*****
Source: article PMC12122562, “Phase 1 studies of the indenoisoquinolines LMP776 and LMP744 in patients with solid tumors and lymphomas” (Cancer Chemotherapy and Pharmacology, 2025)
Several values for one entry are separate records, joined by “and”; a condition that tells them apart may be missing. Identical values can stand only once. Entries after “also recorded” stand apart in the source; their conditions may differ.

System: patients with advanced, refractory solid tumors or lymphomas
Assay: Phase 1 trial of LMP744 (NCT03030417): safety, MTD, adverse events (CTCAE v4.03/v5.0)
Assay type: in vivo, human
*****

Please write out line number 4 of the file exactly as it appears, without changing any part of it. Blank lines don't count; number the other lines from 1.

Assay: Phase 1 trial of LMP744 (NCT03030417): safety, MTD, adverse events (CTCAE v4.03/v5.0)